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Discussion Starter · #1 ·
I am still unable to get S-Video output to my TV but now I am noticing more and more video noise from the composite connection.


What I get is basically a band that scrolls from bottom to top that is about 8" or so tall (27" TV). The band looks like a lower-bevel that you might see on a button in a Windows application. So it sort of looks like someone is moving a piece of glass from the bottom to the top and starting all over again as it finishes. Also, just below this band is another section that is about 1" tall that is much brighter than the rest of the picture, that scrolls at the same pace as the large band.


Does anyone have an idea why this would happen. It is very noticeable, even from 10' away. Not sure if there is a way to sort of de-magnitize or whatever that can be done. When I watch TV on my monitor (from the video card TV input) it looks fine, but when out put to the TV I get the noise, same goes for DVD's or anything else.


Any ideas?
 

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Composite is an awful way to connect to your TV. That being said, make sure you've got a decent cable with 75 Ohm terminations. After that, try getting a ground loop isolator from Radio Shack.
 

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I have had that issue before. A lot of it had to do with power. It wasn't even the power between my pc and my computer that was causing it. It was the power from my Dish 6000. I ran an extension cord for that device to a different room and the rolling bars went away. It took me quite a while to figure out what it was. All I can say is look at the power issue and try any devices that are in that room.
 

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Discussion Starter · #4 ·
I know that Composite stinks, but unfortuantely I am having problems getting any picture from the S-Video connection. I may have a defective card, just want to make sure that this interference is something that I CAN fix.


Thanks for the tip, I will check that stuff tonight and see if I isolate the TV to one outlet and maybe the computer to another, whether that helps matters. Since it does seem like something that can be eliminated, just like bad reception from an antenna, I thought this problem was fixable.


I will post feedback later
 

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For me like I mentioned it wasn't even the pc and the tv that was a power problem. It was the dish 6000. If you have anything else on that same circuit I would remove it all and isolate it and see what happens.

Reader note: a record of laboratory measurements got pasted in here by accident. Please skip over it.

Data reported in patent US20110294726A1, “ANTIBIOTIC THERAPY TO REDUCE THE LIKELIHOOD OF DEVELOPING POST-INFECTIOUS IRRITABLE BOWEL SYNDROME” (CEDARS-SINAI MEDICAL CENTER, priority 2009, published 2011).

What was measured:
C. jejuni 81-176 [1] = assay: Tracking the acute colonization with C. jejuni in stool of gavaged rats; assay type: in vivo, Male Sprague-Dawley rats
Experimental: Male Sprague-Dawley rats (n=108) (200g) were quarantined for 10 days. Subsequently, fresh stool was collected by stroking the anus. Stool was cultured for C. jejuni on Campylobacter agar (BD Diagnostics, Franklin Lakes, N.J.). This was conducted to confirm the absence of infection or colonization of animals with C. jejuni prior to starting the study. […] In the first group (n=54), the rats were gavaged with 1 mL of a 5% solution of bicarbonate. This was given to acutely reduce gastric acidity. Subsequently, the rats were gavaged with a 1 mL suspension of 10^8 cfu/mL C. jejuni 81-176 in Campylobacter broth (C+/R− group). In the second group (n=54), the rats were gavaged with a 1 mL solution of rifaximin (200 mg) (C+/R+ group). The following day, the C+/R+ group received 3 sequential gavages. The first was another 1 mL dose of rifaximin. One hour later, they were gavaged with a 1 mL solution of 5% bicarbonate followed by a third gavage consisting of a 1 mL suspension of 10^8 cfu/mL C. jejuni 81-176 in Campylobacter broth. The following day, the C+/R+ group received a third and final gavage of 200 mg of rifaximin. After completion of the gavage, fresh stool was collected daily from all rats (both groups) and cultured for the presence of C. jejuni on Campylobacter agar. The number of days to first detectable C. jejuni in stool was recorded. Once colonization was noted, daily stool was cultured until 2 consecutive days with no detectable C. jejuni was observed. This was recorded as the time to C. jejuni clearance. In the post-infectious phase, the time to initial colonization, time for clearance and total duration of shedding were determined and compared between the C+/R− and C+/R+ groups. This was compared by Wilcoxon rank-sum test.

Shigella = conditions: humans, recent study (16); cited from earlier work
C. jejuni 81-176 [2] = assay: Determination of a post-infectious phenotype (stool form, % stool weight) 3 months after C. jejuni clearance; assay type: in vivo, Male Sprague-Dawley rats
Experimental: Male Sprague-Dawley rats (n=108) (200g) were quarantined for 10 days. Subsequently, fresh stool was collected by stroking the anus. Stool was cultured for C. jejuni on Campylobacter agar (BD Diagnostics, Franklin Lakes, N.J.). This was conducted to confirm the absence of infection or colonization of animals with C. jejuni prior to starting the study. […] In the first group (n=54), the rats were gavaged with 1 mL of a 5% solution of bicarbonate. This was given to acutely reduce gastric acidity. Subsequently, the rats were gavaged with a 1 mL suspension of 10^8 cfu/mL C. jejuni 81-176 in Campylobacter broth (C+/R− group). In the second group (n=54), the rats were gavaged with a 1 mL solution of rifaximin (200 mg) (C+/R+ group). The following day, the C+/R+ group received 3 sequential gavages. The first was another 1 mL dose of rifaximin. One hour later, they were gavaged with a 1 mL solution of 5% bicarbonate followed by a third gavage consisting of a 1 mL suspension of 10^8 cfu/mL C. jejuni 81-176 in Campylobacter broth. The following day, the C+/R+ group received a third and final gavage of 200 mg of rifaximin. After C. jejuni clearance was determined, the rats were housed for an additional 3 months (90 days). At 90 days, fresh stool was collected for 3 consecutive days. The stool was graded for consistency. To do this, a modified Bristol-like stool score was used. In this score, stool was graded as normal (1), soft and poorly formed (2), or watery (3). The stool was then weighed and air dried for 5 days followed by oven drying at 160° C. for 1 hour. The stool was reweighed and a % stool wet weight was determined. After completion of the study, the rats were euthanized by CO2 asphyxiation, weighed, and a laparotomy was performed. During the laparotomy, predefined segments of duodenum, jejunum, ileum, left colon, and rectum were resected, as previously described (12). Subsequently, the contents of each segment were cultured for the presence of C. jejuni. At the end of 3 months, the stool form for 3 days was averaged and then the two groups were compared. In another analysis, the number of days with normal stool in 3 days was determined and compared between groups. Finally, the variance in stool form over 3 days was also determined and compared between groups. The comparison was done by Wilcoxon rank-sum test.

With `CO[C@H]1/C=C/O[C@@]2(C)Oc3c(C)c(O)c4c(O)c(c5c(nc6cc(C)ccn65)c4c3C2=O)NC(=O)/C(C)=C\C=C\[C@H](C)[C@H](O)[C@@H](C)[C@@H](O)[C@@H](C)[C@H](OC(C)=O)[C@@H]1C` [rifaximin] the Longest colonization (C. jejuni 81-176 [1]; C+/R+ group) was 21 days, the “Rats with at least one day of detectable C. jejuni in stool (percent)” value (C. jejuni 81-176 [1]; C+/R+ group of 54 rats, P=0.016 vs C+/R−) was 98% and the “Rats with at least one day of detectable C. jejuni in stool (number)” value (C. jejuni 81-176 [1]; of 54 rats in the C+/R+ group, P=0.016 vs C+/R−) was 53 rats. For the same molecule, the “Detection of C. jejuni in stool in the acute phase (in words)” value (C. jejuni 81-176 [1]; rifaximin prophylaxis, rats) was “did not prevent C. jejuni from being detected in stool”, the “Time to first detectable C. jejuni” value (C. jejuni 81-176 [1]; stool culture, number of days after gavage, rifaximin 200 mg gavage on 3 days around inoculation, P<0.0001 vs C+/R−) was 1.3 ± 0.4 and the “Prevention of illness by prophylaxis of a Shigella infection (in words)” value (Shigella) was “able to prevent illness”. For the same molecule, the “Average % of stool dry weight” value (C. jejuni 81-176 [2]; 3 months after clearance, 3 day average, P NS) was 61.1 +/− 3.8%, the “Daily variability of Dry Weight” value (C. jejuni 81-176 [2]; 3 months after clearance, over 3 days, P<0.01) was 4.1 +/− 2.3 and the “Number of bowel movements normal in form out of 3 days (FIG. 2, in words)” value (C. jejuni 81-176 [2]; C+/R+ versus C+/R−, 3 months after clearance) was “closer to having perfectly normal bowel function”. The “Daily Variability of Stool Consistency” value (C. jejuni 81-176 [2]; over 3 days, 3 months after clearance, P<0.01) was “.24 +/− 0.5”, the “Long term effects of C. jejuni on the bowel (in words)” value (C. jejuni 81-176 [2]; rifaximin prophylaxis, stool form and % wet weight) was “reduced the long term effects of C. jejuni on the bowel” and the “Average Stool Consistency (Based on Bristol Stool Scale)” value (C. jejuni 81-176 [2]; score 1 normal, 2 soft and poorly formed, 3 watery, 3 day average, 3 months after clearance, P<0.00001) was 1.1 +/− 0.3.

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Quote:
Originally posted by chap
For me like I mentioned it wasn't even the pc and the tv that was a power problem. It was the dish 6000. If you have anything else on that same circuit I would remove it all and isolate it and see what happens.
Yep, you have a ground loop problem (60Hz hum bar). You have one system on two different grounds. Usually caused by a cable connection or as mention the satellite dish, both are usually on a separate ground than your system.


Solution:


- Have your main power box grounded to your utility pipe.


The biggest cause of ground loops is connecting a cable to your system that is connected to another ground source. the cable company require that the installer ground the cable to the utility pipe, your mains box is usually grounded by way of a galvanized rod in the ground, this rod may corrode or may not have the same resistance to ground as the utility pipes, therefore creating a ground loop. Don't use the little gizmos that break the ground, you'd want to ground your system for protection from static, brown outs and noise, the gizmos won't do that.


Simply have an electrician run a heavy ground wire from your utility pipe to your AC mains box. You should also notice a difference in the performance of your system (noise).
 

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Discussion Starter · #7 ·
Geez, I should have known it has to be something like this. I will have to talk to the building management since I live in a rented townhouse. I did remove the TV from the same powerstrip that the computer is connected to and noticed a significant improvement, at least watching a DVD or somthing else is watchable now. I will look into having the ground checked though.


I appreciate all the help
 
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